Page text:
Nancy Cook

One Sixth

I am one
of six. Sisters.
Nine years, two
months between
oldest and
youngest.

I am one of
the six, fourth
from the top, third
from the bottom,
oldest of the
youngest—

that’s how we
describe things. We live
two in Cleveland
one in Cincinnati,
one in Atlanta, one in
Arlington, Virginia,

and one west
of the Mississippi.
We’re orphans,
our parents dead
twenty-eight and
thirty-seven summers.

Every year we
congregate
in our home town
after Christmas.
We spend
an afternoon

without children,
spouses banned,
just a few
bottles of wine and
everybody’s best
baking. We laugh,

we tease,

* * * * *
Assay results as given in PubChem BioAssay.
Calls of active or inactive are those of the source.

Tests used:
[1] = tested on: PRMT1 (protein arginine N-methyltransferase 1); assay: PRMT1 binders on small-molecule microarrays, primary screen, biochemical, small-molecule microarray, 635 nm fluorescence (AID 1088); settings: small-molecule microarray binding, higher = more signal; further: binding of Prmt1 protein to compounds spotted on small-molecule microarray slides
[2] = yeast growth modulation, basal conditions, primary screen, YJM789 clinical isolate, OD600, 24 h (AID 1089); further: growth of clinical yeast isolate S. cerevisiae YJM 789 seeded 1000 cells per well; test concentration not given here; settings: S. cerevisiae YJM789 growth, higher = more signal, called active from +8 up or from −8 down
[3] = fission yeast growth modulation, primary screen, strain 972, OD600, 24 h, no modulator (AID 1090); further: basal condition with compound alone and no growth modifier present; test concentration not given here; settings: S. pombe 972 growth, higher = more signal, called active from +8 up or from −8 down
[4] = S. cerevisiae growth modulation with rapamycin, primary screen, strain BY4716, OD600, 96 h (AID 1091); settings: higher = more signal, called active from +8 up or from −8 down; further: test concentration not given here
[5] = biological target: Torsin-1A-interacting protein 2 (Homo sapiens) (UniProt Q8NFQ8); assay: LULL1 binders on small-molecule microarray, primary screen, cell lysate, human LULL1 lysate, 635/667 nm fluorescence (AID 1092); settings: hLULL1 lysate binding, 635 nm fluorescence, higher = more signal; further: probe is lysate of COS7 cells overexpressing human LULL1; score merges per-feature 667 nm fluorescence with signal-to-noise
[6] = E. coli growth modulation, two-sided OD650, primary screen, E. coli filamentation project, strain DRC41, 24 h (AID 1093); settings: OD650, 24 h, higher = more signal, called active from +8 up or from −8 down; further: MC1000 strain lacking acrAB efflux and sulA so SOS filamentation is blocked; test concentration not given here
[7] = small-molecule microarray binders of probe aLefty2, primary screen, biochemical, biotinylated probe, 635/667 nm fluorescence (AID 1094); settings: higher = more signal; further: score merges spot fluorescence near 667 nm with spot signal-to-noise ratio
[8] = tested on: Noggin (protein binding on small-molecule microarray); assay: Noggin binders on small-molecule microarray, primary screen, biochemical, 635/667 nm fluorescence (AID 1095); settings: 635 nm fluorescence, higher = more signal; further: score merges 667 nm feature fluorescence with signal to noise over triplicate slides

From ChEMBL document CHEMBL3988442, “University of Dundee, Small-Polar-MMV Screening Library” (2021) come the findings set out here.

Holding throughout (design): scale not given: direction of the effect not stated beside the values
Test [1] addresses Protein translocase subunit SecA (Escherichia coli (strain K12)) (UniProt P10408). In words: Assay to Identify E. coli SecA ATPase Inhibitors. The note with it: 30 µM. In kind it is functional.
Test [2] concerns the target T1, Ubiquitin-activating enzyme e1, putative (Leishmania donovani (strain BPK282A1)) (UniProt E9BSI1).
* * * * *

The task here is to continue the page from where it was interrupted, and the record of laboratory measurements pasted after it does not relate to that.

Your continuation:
we story tell,
we recollect
our mutual past,
the same,
but mostly different

in the ego-
centric plot of
memory. We
never speak
of pay raises,
promotions,

invitations,
kids’ grades, trophies,
jackpots, pounds lost, golf
handicaps—anything
that might suggest
a betterness.

We laugh, we tease,
we downplay and
self deprecate.

But last year,
someone dared to ask
whom our parents

treasured most.
All agree
our mother had
no favorites and
all agree our father
did.

Six names
mentioned.
After much
animated con-
versation,
the consensus was

still too far away
to be discerned.
We would not
agree. So now
it seems that we
are guaranteed

to never know
who won.

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